From The New York Times:
More than 20 years ago, 79-year-old Stella Liebeck ordered coffee at a McDonald’s drive-through in Albuquerque, N.M. She spilled the coffee, was burned, and one year later, sued McDonald’s. The jury awarded her $2.9 million. Her story became a media sensation and fodder for talk-show hosts, late-night comedians, sitcom writers and even political pundits…
The case was legendary, and the lesson we learned from it was something like this: A clumsy woman who spilled coffee on herself was able to extract millions from McDonald's with the help of a crafty lawyer. It was a rip-off. Even people who never ate at McDonald's might have felt a little sorry for the people laboring under the Golden Arches.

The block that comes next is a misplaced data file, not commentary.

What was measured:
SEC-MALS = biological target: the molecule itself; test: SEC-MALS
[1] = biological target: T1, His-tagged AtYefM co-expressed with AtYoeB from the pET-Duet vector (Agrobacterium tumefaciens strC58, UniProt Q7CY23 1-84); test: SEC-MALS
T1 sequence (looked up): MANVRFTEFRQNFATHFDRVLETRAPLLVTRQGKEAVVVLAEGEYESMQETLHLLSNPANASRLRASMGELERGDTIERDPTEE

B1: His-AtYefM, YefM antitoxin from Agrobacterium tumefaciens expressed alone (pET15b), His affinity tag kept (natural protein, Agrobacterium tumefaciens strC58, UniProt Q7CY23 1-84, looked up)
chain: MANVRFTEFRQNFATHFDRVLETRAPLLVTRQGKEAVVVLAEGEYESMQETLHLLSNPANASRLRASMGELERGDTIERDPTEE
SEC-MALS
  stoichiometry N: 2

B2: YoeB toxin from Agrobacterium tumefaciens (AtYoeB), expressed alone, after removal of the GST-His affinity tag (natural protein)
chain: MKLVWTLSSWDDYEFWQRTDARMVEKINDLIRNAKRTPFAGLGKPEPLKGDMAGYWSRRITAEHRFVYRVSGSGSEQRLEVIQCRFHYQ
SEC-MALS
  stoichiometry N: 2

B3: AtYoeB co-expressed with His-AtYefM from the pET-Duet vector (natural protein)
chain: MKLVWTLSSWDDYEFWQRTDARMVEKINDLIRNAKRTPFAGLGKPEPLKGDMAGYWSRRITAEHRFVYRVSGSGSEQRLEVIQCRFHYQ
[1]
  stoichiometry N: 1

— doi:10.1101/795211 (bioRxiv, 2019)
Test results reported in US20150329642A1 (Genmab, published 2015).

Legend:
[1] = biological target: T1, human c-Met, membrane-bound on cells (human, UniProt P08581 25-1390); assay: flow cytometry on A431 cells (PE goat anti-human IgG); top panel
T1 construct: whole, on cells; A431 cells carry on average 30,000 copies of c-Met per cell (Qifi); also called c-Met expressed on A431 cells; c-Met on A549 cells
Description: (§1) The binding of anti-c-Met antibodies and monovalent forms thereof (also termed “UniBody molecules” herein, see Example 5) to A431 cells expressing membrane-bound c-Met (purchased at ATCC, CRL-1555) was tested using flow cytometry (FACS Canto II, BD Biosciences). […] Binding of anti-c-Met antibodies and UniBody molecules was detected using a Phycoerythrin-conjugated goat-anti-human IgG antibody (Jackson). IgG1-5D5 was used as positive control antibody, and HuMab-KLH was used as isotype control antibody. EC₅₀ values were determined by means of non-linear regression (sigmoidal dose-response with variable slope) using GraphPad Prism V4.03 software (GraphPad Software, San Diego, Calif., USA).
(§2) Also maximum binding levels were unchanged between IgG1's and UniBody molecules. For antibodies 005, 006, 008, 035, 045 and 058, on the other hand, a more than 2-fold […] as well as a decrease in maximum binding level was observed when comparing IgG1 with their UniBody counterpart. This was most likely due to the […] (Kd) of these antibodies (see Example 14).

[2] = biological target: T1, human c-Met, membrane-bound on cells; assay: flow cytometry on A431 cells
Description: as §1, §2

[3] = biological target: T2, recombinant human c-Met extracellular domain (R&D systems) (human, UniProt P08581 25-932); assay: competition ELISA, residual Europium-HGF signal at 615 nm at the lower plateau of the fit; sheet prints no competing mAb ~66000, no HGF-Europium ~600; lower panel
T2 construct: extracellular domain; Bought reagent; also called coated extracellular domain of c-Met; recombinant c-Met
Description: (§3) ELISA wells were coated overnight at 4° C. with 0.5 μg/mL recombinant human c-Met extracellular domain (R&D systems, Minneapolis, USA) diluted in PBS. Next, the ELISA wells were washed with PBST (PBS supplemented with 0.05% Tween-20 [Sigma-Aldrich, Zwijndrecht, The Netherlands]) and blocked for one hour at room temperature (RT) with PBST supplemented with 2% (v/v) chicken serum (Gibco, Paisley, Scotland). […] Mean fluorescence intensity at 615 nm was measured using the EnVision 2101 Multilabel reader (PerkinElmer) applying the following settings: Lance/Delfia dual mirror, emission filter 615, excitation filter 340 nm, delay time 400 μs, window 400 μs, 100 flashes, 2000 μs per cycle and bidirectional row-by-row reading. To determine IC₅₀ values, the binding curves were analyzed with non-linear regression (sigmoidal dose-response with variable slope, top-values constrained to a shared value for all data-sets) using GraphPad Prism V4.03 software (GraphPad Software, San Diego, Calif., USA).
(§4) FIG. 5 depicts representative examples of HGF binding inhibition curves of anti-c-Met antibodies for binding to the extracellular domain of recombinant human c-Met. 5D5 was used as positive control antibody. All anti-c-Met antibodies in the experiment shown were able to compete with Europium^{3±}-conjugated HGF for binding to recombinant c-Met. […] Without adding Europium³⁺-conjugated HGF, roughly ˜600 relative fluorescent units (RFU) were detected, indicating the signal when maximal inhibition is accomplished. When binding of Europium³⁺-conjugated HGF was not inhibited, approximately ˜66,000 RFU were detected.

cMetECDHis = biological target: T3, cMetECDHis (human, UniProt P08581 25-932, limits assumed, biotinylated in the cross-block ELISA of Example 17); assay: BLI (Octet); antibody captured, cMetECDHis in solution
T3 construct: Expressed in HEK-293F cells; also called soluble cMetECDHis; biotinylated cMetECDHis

In one of its often superb video Retro Reports, the Times looks back at this case and finds that all was not as it seemed. The facts of the case conflict sharply with what we think we remember–which turns out to be mostly a kind of urban legend.
First of all, Stella Liebeck, who was then 79 years old, did not get millions from McDonald's; the final settlement was $500,000. That's not a bad piece of change, but how many of us knew that she received less than one-fifth of the millions we thought she received?
A second misconception, and a far more important one, concerned the nature of her injury. We've all spilled coffee and burned our fingers. It hurts, sometimes for days before the redness disappears and the pain subsides. That is not what happened to Liebeck. Her skin wasn't red–her inner and outer thighs were blackened like a piece of Cajun fish, and she needed skin grafts to recover, as you can see in the graphic images in the video.
How many other things, you might ask, have we remembered so badly?
This is a wonderful corrective, and a reminder that things we are sure of can be wrong.